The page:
|Statement||by D.J. Arneson and Tony Tallarico.|
|Genre||Comic books, strips, etc.|
|Contributions||Tallarico, Tony, 1933-|
|The Physical Object|
|Pagination|| p. :|
|Number of Pages||32|
The Great Society Comic Book. Parallax Publishing Company, Inc., Series. Published in English (United States) #  Cover Gallery. . History. The Great Society was a team of super-humans who came together to fight off the alien invaders that had occupied their planet. They were formed four years after the previous superhero team of their world, the Archetypes of J.U.S.T.I.C.E., fell in combat. The Great Society defended their world from all manner of threats, and eventually became aware of the Incursions. In her latest book, “Great Society: A New History,” Shlaes shifts her focus forward by about a quarter-century, offering an account of the s centered on President Johnson’s campaign Author: Binyamin Appelbaum. The Great Society In the year , a massive Kree/Skrull invasion force descended upon the Earth in a bid to conquer it, Earth's Mightiest Heroes: The Archetypes of J.U.S.T.I.C.E. rose up against.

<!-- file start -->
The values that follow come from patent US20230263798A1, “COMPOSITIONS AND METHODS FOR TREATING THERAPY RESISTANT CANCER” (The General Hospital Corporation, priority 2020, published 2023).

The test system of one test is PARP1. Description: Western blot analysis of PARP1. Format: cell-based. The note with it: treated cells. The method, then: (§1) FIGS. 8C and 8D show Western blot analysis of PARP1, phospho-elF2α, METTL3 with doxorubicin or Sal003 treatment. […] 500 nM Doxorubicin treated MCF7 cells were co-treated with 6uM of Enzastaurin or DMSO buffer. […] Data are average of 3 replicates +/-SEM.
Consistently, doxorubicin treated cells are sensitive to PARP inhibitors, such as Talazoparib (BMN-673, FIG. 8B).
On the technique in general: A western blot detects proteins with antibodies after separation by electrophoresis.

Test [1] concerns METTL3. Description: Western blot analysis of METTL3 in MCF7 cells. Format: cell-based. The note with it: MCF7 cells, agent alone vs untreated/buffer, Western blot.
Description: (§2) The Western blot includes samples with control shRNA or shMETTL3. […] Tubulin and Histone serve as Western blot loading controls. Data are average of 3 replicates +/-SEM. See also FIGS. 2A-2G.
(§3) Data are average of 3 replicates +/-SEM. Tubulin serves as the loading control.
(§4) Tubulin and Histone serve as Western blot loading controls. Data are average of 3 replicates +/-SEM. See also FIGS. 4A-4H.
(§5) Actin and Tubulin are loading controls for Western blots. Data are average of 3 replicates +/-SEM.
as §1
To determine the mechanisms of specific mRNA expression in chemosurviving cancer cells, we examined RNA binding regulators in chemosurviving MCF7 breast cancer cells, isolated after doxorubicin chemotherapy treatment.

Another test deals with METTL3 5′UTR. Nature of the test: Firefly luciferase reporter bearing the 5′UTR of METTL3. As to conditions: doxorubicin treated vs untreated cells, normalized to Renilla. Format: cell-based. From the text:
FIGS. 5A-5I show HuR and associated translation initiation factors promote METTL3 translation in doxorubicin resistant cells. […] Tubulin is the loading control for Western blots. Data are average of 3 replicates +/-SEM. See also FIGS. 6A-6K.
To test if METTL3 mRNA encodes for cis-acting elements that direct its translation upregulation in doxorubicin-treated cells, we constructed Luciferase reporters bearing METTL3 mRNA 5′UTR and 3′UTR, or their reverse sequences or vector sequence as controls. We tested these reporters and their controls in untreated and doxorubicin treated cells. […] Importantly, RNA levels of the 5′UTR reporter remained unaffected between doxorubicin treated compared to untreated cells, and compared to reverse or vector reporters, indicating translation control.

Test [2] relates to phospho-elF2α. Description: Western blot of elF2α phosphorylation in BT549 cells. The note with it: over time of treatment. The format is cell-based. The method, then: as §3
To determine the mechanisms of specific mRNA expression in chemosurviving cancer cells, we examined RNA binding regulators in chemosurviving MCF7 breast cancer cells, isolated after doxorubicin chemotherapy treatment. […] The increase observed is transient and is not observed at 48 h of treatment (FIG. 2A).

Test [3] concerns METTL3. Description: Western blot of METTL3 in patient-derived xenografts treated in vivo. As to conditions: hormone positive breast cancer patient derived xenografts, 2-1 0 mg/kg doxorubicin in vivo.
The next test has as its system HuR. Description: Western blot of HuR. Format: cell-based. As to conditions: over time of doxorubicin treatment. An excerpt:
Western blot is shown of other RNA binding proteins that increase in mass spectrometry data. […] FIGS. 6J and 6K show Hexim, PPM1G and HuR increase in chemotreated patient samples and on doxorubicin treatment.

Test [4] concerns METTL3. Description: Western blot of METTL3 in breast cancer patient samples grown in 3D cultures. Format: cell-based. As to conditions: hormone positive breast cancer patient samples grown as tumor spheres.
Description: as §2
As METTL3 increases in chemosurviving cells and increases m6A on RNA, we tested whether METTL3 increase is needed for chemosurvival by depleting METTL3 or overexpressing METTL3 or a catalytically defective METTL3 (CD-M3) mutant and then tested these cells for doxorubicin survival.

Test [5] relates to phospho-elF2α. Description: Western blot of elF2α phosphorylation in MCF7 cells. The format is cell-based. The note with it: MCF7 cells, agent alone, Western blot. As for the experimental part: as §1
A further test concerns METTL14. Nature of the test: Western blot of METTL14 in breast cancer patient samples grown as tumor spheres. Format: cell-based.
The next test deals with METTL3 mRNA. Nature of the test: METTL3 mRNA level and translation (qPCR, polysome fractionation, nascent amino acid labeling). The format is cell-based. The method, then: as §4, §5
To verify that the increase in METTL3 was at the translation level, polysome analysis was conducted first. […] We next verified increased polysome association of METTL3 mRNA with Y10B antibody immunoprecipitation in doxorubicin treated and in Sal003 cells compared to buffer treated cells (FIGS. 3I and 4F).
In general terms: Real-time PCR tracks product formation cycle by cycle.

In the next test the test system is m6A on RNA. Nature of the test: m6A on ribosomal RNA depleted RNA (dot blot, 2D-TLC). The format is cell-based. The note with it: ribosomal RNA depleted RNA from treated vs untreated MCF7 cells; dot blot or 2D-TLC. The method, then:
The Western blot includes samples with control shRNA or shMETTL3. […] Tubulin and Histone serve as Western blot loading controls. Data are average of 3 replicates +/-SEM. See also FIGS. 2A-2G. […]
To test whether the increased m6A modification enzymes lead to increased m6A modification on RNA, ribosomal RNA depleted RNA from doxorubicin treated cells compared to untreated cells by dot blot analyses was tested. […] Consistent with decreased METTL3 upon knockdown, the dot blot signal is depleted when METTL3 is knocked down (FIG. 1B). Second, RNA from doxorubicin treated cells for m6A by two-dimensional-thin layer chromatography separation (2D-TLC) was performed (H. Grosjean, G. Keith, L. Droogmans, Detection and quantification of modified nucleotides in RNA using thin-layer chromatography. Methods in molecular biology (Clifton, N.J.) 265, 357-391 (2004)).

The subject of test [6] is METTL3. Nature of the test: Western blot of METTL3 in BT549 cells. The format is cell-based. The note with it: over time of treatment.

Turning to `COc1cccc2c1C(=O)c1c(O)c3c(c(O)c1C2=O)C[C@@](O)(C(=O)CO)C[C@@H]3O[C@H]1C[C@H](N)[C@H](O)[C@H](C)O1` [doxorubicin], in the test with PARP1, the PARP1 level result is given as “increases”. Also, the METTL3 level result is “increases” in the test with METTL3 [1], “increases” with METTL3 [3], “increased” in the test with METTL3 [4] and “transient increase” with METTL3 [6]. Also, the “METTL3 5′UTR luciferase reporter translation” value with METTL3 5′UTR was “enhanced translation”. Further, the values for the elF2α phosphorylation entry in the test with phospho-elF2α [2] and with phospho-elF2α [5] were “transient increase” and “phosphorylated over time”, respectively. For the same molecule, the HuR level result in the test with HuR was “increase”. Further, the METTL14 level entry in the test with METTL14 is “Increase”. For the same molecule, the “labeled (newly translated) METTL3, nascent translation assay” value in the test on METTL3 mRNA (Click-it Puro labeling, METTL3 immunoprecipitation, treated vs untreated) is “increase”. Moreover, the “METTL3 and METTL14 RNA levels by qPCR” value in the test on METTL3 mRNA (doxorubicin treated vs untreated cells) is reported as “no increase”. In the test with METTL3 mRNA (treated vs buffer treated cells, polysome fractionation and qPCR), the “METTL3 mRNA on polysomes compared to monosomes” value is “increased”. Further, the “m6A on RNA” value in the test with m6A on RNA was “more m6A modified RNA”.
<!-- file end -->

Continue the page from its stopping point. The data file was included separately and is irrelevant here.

The Great Society Comic Book (and its companion book Bobman and Teddy) are no more underground comic books than Mad was in the '60s, but their irreverent satire depicting world-reknown political figures as superheroes and villains holds great attraction to many underground comic fans and collectors. And, in fact, it's quite possible that the writer of these two books was inspired by early comic fanzines from . The Great Society Comic Book # () Parallax Publishing Company, Inc., Series Volume? Price USD Pages 36 Indicia Frequency? Indicia / Colophon Publisher Parallax Comic Books, Inc. Brand Parallax Editing Ann Weingarden (executive editor) Issue Notes. The Great Society #1 No recent wiki edits to this page. This comic is about Super LBJ, which stands for Lyndon B. Johnson, and his cabinet. They form a team which is called G.R.E.A.T. (Group. Great Society is a sequel, or perhaps simply a continuation, of the themes Shlaes introduces in The Forgotten Man. Both are titled “A New History” and some reviewers have described them as revisionist history. I view them as a new perspective on these periods in American history.4/5(62).